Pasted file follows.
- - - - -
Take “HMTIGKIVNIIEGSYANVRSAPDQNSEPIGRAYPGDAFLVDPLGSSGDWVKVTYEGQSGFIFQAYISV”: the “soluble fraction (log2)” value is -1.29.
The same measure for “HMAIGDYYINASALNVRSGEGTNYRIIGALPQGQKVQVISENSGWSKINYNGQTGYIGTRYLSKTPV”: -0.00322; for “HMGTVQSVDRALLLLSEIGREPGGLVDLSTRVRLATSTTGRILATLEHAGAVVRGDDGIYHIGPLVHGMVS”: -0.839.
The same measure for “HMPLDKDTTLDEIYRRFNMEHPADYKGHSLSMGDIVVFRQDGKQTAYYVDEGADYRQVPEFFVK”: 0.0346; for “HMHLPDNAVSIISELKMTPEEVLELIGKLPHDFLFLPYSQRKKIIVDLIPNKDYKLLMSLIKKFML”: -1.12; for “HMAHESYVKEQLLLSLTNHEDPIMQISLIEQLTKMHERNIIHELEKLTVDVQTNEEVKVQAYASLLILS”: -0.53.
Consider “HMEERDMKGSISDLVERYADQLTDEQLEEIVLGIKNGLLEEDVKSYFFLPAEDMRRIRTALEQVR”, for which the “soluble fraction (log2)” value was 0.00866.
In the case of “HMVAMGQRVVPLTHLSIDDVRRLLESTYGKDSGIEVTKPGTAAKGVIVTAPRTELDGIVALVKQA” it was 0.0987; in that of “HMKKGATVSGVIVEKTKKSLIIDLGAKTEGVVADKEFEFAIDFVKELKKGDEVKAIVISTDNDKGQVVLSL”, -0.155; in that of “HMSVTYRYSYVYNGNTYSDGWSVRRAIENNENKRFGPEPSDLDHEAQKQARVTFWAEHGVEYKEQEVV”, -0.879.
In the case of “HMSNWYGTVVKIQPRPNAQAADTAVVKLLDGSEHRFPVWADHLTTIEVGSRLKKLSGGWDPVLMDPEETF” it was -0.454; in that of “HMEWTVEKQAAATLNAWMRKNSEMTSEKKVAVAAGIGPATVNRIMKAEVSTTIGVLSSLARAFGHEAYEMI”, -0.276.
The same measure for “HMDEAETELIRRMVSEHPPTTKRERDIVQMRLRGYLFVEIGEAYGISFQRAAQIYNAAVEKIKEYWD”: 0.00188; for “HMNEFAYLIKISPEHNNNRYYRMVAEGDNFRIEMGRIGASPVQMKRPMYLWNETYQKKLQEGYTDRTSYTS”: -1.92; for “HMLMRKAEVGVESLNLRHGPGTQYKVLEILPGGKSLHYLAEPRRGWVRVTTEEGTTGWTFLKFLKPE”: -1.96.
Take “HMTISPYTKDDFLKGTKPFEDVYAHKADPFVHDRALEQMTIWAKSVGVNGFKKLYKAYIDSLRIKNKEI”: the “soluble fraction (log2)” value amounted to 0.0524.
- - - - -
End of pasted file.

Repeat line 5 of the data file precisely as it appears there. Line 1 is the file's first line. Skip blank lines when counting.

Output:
In the case of “HMVAMGQRVVPLTHLSIDDVRRLLESTYGKDSGIEVTKPGTAAKGVIVTAPRTELDGIVALVKQA” it was 0.0987; in that of “HMKKGATVSGVIVEKTKKSLIIDLGAKTEGVVADKEFEFAIDFVKELKKGDEVKAIVISTDNDKGQVVLSL”, -0.155; in that of “HMSVTYRYSYVYNGNTYSDGWSVRRAIENNENKRFGPEPSDLDHEAQKQARVTFWAEHGVEYKEQEVV”, -0.879.